distance was essentially identical to the unweighted ruler, as is predicted by Newton"s law. This is an
example of "the expectation violation" principle and serves to illustrate the nature of science and thescientific method. Again, student reaction was excellent.
Finally, a projectile motion experiment is conducted. First, all the governing equations involved in
projectile motion analysis are thoroughly reviewed with a detailed handout and several problems beingdistributed to the students. An actual projectile is then launched with the time of flight and the
horizontal travel distance being measured. These values can be used to calculate the initial velocity ofthe projectile and the maximum height of the flight. The software package MathCAD is introduced
aid in calculating and plotting the flight of the projectile, with each student being required to createtheir own program. This exercise illustrates the importance of mathematics in modeling real world phenomenon.
In an attempt to expose students to various information resources around the campus, a short researchpaper was also required. It was decided that the report should be kept relatively modest and should
encourage interest in their chosen field. Students were instructed to peruse several journals in their
field and find an article, of sufficient length and sophistication, that they would review. They were
then asked to rewrite the basic premise of the article in their own words, using standard technical paper
format. An abstract is required at the mid point of the semester, with the final report due at the end. A
complete set of requirements for the report was given to the students on the first day as well as a list of
appropriate journals and Internet search resources. A hard copy of the article was also required withthe final report.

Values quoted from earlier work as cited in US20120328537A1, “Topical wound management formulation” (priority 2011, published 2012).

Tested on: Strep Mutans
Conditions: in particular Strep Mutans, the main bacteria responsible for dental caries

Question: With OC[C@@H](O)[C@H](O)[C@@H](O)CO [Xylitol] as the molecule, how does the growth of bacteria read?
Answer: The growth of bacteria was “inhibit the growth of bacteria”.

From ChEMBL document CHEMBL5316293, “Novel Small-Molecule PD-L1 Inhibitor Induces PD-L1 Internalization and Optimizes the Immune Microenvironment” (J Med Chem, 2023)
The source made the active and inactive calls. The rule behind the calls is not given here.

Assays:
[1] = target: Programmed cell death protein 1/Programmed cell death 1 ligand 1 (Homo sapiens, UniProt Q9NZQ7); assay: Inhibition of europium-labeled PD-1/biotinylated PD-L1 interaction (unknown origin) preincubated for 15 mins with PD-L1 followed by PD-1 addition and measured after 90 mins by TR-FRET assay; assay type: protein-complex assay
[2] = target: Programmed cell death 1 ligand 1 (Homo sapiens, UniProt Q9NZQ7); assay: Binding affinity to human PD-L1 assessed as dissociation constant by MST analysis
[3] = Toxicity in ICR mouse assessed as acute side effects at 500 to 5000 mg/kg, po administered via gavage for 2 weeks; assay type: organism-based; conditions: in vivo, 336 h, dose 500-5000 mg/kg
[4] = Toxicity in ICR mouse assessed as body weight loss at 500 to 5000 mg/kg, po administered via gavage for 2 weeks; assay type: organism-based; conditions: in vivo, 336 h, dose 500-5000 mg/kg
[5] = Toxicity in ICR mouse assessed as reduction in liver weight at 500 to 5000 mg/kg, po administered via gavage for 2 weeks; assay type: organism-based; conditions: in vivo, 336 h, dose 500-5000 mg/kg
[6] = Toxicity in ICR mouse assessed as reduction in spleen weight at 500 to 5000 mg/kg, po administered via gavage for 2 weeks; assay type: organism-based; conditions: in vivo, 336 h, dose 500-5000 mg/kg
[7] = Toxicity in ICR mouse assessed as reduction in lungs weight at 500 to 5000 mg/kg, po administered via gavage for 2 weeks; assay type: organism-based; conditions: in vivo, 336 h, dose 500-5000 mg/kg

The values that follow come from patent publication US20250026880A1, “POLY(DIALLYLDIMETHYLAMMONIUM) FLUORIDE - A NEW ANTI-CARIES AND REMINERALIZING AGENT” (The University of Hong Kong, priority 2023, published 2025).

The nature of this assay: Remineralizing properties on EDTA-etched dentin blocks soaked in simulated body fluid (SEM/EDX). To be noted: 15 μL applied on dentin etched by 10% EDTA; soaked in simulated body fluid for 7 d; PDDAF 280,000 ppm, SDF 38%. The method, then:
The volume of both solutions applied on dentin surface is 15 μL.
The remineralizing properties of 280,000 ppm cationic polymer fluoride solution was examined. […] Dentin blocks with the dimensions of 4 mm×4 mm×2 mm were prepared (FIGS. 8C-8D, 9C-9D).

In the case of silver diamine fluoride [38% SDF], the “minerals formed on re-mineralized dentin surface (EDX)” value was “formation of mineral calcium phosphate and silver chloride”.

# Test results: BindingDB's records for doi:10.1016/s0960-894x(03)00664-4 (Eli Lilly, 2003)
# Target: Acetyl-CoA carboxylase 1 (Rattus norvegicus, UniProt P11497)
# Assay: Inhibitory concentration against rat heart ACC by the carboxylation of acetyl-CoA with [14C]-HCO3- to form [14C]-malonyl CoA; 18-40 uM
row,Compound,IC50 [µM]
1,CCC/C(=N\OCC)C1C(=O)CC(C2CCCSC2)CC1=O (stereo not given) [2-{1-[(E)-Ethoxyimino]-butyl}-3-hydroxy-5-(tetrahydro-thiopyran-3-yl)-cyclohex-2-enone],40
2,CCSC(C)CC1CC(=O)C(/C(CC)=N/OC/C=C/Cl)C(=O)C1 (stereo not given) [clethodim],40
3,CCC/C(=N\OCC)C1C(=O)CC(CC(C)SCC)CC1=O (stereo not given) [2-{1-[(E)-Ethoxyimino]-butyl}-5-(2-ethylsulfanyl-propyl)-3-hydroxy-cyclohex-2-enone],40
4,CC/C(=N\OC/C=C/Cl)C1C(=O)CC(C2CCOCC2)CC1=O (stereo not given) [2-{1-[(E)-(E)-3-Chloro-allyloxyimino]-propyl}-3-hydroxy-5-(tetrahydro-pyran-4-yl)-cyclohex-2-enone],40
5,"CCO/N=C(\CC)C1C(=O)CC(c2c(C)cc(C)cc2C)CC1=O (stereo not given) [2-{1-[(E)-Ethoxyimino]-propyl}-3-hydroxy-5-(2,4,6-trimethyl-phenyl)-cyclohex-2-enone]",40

In order to determine the validity of claims that the University is, or is not, a "party school", and ingeneral take a measure of student activities and attitudes, a substance abuse survey was used.
Questions range from whether or not an individual had used drugs in the recent past, what their views
of others who do drugs are, and what their impression of both alcohol and drug use on campus was. In
general, most students had used and felt it was appropriate to drink alcohol on the order of 5 drinks perweek. The use of marijuana was the most common illegal substance with 40% of students indicating
they had used in the last month. As for other drugs such as cocaine, crack, and heroine, responsesPage 4.27.4
"party school". These results were given to the Office of Residential Life for further study. Every
effort was made to keep all results anonymous by the use of a standard questionnaire and mixing of allsection responses before compiling the results. A reduced version of the syllabus is included in Appendix A.
students could give short answers to several questions. Three of the questions dealing directly with thecourse are given below, along with the primary responses and their percentages (note: these are the results from all three sections).
end of the semester. This survey was conducted as a part of the University wide NSF grant. Overall,the appreciation of SMET was relatively unchanged. One of the best assessment measures was the retention rate of freshmen between the first and second